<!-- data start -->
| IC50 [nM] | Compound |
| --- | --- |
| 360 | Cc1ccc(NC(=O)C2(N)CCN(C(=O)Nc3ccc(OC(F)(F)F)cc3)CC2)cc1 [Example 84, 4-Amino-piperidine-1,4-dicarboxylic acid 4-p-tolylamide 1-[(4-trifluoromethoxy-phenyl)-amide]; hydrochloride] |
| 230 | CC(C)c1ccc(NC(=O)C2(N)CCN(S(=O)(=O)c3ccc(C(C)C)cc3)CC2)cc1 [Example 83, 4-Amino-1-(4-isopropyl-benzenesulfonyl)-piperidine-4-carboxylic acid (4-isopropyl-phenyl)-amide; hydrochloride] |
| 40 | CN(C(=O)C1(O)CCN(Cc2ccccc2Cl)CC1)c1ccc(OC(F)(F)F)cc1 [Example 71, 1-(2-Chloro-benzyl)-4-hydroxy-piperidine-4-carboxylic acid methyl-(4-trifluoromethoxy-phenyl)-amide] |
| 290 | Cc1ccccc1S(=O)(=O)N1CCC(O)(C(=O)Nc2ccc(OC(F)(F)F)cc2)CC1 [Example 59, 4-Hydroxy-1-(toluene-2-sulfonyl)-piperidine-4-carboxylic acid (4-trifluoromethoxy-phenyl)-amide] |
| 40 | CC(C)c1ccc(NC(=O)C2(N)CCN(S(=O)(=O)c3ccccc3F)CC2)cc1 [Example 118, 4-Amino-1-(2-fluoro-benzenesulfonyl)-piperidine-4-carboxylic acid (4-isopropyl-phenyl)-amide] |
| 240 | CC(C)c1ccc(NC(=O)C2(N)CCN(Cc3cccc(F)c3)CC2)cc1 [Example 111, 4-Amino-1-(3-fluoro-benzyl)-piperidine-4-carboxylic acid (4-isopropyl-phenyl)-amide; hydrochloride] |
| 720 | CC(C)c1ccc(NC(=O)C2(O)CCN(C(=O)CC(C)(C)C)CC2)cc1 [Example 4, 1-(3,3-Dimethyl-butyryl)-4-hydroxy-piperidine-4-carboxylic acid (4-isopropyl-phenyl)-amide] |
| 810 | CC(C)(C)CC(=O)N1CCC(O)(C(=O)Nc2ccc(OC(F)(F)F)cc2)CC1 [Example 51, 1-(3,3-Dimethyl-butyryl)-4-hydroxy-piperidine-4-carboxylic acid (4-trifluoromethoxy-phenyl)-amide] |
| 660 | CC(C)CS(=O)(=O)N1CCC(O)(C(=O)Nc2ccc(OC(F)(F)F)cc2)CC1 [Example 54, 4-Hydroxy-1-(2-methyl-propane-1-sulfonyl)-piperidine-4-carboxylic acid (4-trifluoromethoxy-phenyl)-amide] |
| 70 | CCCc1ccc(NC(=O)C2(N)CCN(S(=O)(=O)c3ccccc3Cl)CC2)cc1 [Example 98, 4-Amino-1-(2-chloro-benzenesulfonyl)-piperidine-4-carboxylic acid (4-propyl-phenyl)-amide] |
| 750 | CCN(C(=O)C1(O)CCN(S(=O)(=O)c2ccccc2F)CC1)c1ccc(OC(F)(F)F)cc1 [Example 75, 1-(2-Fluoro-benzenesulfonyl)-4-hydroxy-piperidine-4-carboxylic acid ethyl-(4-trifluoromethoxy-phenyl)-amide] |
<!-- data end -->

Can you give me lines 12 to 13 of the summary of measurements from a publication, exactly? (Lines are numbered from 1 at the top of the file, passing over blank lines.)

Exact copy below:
| 70 | CCCc1ccc(NC(=O)C2(N)CCN(S(=O)(=O)c3ccccc3Cl)CC2)cc1 [Example 98, 4-Amino-1-(2-chloro-benzenesulfonyl)-piperidine-4-carboxylic acid (4-propyl-phenyl)-amide] |
| 750 | CCN(C(=O)C1(O)CCN(S(=O)(=O)c2ccccc2F)CC1)c1ccc(OC(F)(F)F)cc1 [Example 75, 1-(2-Fluoro-benzenesulfonyl)-4-hydroxy-piperidine-4-carboxylic acid ethyl-(4-trifluoromethoxy-phenyl)-amide] |